Dec. 17 will mark the end of an era for J.R.R. Tolkien fans. On that day, Warner Bros. will release The Hobbit: The Battle of the Five Armies, the last film of not only the Hobbit trilogy, but also of director Peter Jackson’s time recreating Tolkien’s fantasy world of hobbits, dragons, elves and wizards.
But Middle Earth fans needn’t worry: Jackson’s films may have ended, but his films sets live on as tourist attractions. As a native New Zealander, Jackson purposefully choose to shoot in New Zealand and has used over 150 different locations within the country for his epic films. Some iconic locations include the volcanic region of Mt Ruapehu in the North Island for the fiery Mt. Doom; Queenstown for the Pillars of Argonath in The Lord of the Rings; and snow-capped Aoraki/Mt. Cook in the South Island for “Lake-town” in The Hobbit: The Desolation of Smaug.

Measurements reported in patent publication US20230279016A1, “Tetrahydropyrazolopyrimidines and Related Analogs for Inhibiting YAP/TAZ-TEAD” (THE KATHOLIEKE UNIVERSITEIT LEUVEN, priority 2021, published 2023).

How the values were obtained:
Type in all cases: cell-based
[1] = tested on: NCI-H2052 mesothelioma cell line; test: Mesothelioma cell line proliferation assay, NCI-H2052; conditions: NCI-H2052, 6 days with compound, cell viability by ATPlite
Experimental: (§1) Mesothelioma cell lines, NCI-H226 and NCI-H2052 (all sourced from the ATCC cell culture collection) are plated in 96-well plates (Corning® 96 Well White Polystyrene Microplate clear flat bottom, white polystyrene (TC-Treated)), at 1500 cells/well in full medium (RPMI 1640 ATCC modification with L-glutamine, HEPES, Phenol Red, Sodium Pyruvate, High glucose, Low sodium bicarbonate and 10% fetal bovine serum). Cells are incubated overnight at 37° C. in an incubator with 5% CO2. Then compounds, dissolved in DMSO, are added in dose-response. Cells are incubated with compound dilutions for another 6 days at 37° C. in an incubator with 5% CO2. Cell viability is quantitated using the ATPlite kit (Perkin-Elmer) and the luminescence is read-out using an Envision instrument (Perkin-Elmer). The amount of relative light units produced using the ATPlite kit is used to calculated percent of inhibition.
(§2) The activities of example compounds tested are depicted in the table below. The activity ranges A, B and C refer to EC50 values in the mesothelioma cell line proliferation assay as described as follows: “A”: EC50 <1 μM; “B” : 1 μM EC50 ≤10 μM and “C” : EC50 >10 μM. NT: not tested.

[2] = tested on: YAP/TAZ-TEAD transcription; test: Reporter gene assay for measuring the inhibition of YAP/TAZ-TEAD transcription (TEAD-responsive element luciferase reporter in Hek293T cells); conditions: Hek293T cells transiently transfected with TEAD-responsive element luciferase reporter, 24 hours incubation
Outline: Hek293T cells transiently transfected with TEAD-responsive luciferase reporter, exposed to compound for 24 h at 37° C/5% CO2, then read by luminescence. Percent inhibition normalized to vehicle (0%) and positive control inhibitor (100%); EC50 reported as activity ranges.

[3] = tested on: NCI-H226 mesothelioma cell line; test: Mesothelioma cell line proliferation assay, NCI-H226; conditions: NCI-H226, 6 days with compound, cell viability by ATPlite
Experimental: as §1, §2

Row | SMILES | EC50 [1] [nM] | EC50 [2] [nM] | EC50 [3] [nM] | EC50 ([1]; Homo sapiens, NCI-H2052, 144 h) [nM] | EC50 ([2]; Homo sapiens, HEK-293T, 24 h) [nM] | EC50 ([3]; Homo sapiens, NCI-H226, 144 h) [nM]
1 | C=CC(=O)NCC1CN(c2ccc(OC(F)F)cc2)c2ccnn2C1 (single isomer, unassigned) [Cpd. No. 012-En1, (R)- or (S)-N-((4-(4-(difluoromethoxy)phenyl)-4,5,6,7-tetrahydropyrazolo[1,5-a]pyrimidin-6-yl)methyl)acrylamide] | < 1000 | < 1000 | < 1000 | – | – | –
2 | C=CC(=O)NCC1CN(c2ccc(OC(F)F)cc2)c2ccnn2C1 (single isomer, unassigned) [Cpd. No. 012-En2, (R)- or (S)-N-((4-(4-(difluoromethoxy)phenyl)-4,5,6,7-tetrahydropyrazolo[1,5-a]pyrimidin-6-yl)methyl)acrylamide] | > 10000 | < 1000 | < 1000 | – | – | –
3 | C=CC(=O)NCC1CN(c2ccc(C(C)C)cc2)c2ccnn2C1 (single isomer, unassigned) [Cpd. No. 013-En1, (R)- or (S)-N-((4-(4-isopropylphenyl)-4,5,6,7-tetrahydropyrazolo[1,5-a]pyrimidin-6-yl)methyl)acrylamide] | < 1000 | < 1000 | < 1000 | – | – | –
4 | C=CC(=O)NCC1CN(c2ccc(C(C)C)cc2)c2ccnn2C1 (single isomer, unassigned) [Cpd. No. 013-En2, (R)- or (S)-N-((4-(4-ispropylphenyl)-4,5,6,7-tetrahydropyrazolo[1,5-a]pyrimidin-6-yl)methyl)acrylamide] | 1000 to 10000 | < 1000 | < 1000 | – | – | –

Most of these locations are open to visiting tourists, often packaged together in movie-themed tours. Hobbiton Movie Set Tours, for example, lets guests explore the sets for The Hobbit holes, the Green Dragon Inn, as well as the section of Waikato farmland that was transformed into The Shire, the main town of the hobbits.
Australia and New Zealand-bound Celebrity guests should set aside time to explore this piece of cinematic and travel history.